Paste: Keera struggles with alcoholism; what do you think that situation brings to her character? How do you hope readers will see her difficulties with addiction?
Blair: For me Keera’s alcoholism is a necessary part of her character. She, and the other Halflings, have lived through generations of ongoing colonization, and that does not come without devastating impacts to one’s mental and physical wellness. On top of that, Keera is forced to take an active role in the violent oppression of her people. Writing a character in that position, who is also isolated and didn’t have a vice, just wasn’t realistic. That pain would have been too much for anyone to bear on their own, and unfortunately for Keera, she didn’t have many people she could lean on. Part of her journey in A Broken Blade is finding a community to lean on for the very first time.
I hope readers will see the truth behind Keera’s drinking: she’s in pain and wracked with guilt. Alcohol helps her numb those emotions, but a major part of her story is going to finally be working through them. Her alcoholism won’t disappear, just like her trauma can’t disappear, but reconnecting with her people and culture will help her manage both.
Paste: When you began the worldbuilding process for Elverath, what were the core pieces you knew from the start? What elements of the worldbuilding surprised you?
Blair: I knew that the land was going to be lush with magic and that magic would exist in every living thing on the continent. I also knew that the societies of the Elverin and the King would be different in almost every way. The kingdom would be a hierarchical society informed by violent patriarchy and extraction. The Faeland would be a communal society informed by social responsibility and sustainability. How exactly those societies put their worldviews into practice was a surprise to me, and discovering the various layers to that as I drafted was one of the most enjoyable parts of writing this series.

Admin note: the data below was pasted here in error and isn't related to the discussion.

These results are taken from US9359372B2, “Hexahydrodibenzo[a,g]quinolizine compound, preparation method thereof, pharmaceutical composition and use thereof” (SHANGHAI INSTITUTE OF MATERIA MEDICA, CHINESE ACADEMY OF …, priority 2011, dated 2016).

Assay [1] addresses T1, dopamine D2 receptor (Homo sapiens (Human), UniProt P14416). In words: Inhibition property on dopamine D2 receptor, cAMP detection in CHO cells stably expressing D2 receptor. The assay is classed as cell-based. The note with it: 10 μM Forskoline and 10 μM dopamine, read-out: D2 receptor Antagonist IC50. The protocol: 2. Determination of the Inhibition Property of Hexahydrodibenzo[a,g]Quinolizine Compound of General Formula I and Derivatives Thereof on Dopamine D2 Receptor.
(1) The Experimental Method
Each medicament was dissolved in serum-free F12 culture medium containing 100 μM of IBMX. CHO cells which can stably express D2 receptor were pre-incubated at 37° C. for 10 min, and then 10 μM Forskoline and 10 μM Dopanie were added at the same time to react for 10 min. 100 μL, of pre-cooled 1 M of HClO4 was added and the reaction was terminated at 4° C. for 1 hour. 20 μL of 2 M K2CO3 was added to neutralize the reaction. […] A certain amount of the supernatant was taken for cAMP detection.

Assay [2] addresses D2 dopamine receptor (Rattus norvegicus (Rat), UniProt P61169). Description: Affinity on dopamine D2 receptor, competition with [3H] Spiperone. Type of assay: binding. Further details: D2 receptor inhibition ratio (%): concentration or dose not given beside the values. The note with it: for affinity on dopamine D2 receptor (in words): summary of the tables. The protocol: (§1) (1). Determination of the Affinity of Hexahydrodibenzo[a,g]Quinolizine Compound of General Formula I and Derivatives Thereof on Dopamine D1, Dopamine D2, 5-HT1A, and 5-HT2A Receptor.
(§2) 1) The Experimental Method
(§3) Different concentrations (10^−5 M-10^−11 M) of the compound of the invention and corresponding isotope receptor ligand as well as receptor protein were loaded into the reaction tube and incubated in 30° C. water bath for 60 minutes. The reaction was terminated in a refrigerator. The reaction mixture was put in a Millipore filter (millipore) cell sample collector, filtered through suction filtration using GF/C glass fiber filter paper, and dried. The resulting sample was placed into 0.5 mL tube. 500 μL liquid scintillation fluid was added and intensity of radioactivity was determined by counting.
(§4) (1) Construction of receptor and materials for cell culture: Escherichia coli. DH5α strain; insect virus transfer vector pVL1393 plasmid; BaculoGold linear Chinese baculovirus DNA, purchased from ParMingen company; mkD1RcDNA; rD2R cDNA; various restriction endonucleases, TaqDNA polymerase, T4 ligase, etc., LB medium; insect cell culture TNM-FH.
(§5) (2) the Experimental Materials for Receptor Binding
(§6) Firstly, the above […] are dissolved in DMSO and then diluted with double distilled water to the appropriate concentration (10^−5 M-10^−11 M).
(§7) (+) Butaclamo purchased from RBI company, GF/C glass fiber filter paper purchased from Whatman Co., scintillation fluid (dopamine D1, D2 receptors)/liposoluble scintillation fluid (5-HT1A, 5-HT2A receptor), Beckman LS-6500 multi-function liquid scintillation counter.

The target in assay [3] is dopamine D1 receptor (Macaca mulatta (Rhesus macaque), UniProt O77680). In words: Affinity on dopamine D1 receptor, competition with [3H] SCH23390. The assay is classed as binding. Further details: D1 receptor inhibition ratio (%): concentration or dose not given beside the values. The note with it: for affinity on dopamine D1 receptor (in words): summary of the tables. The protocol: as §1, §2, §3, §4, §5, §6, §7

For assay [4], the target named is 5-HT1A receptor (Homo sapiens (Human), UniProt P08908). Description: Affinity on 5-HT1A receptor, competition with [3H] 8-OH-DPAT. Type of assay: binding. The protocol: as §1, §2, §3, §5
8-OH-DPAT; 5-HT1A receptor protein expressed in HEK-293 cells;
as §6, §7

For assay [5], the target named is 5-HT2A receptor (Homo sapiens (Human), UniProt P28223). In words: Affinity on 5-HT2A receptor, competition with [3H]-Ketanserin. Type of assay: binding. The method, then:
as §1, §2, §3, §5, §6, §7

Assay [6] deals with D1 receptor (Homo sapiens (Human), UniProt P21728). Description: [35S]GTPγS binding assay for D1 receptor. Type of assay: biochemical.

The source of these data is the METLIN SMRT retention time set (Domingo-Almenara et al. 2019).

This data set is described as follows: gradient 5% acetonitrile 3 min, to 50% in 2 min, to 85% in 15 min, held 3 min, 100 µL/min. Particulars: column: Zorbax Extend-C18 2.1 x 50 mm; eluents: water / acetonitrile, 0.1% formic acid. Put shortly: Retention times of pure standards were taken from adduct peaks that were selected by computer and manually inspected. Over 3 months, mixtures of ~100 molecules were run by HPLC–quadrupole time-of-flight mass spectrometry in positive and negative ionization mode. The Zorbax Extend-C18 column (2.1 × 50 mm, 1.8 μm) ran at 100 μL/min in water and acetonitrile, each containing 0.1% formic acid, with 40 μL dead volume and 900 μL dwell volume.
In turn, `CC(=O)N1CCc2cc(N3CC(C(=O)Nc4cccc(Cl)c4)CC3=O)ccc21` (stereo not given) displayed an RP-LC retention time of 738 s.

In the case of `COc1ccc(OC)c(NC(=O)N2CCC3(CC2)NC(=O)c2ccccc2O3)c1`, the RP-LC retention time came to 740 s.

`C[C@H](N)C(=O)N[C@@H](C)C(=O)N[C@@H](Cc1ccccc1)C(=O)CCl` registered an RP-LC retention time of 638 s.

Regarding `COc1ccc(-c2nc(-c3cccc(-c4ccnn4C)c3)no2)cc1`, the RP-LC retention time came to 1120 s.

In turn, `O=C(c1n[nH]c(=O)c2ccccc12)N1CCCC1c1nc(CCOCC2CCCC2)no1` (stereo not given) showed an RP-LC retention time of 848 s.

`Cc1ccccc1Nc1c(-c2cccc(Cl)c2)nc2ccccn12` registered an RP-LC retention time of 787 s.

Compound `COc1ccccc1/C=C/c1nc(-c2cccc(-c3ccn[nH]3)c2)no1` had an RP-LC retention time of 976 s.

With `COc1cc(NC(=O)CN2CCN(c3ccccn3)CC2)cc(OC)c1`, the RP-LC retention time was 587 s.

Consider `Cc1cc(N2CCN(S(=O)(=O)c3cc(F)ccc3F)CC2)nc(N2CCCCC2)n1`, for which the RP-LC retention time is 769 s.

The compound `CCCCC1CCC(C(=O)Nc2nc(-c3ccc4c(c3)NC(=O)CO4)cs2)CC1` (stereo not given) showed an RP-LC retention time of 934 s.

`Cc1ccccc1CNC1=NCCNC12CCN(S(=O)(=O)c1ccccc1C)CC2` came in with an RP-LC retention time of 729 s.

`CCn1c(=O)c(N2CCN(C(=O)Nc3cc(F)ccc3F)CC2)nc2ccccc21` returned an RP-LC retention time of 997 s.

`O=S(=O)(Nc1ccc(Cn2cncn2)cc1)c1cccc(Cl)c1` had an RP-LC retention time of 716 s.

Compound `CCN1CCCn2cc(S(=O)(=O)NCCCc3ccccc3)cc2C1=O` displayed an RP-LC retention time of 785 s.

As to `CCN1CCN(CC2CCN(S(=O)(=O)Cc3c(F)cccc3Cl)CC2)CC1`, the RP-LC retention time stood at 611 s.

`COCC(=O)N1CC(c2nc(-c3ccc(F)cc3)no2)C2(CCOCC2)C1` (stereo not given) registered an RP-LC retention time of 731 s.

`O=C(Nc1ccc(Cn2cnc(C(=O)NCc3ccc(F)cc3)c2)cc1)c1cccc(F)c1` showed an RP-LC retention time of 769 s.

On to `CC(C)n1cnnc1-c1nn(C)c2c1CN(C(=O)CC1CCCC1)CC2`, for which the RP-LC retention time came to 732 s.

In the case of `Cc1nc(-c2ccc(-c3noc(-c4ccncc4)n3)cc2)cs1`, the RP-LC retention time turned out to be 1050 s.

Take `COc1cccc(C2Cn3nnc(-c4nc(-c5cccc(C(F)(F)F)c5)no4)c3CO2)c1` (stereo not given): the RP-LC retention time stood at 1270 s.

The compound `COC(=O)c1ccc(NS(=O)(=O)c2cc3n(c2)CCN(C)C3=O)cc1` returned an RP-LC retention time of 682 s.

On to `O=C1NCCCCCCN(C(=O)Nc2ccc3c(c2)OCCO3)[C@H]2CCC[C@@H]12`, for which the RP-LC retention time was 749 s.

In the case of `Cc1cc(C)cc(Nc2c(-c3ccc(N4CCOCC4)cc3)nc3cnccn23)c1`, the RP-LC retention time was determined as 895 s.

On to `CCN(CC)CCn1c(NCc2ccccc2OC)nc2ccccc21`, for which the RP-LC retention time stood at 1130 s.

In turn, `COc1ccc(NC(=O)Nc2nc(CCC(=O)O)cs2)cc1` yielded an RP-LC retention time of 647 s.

Paste: Of your cast of characters, who would you most like to sit down with for a meal?
Blair: If they’re cooking, then Syrra for sure. If not, then I’d have to pick my favorite character which would be Nikolai.
Paste: What’s the best piece of advice you’ve ever received as a writer?
Blair: Read broadly, engage critically, and write the story that keeps you up at night.
Paste: What plans do you have for the future of the Halflng Saga?
Blair: I can’t give it away! But I will say that readers should be ready to explore the history of Elverath, meet some fun new characters, and hopefully not be too angry with me.
A Broken Blade is available now.
Alana Joli Abbott is a reviewer and game writer, whose multiple choice novels, including Choice of the Pirate and Blackstone Academy for Magical Beginners, are published by Choice of Games. She is the author of three novels, several short stories, and many role-playing game supplements. She also edits fantasy anthologies for Outland Entertainment, including Bridge to Elsewhere and Never Too Old to Save the World. You can find her online at VirgilandBeatrice.com.